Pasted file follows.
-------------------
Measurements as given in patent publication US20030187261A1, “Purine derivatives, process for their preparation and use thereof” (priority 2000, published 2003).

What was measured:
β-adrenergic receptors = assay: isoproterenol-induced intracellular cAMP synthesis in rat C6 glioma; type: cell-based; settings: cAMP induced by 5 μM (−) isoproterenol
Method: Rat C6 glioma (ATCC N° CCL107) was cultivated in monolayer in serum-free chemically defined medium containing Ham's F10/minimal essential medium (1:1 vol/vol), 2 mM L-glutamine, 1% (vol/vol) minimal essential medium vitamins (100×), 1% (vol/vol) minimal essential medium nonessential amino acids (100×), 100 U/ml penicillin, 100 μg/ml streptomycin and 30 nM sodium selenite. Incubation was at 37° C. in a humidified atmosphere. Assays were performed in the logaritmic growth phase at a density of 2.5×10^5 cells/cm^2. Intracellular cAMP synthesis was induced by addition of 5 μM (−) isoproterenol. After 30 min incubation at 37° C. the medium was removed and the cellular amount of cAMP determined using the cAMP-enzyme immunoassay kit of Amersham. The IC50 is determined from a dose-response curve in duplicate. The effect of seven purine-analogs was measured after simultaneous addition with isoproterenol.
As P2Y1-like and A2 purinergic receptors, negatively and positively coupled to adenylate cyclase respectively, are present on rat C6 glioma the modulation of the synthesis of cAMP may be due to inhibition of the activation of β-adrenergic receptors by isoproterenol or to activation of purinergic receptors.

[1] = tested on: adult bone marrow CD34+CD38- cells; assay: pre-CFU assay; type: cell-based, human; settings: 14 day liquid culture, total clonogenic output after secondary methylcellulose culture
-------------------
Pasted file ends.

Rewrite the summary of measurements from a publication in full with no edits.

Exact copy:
Measurements as given in patent publication US20030187261A1, “Purine derivatives, process for their preparation and use thereof” (priority 2000, published 2003).

What was measured:
β-adrenergic receptors = assay: isoproterenol-induced intracellular cAMP synthesis in rat C6 glioma; type: cell-based; settings: cAMP induced by 5 μM (−) isoproterenol
Method: Rat C6 glioma (ATCC N° CCL107) was cultivated in monolayer in serum-free chemically defined medium containing Ham's F10/minimal essential medium (1:1 vol/vol), 2 mM L-glutamine, 1% (vol/vol) minimal essential medium vitamins (100×), 1% (vol/vol) minimal essential medium nonessential amino acids (100×), 100 U/ml penicillin, 100 μg/ml streptomycin and 30 nM sodium selenite. Incubation was at 37° C. in a humidified atmosphere. Assays were performed in the logaritmic growth phase at a density of 2.5×10^5 cells/cm^2. Intracellular cAMP synthesis was induced by addition of 5 μM (−) isoproterenol. After 30 min incubation at 37° C. the medium was removed and the cellular amount of cAMP determined using the cAMP-enzyme immunoassay kit of Amersham. The IC50 is determined from a dose-response curve in duplicate. The effect of seven purine-analogs was measured after simultaneous addition with isoproterenol.
As P2Y1-like and A2 purinergic receptors, negatively and positively coupled to adenylate cyclase respectively, are present on rat C6 glioma the modulation of the synthesis of cAMP may be due to inhibition of the activation of β-adrenergic receptors by isoproterenol or to activation of purinergic receptors.

[1] = tested on: adult bone marrow CD34+CD38- cells; assay: pre-CFU assay; type: cell-based, human; settings: 14 day liquid culture, total clonogenic output after secondary methylcellulose culture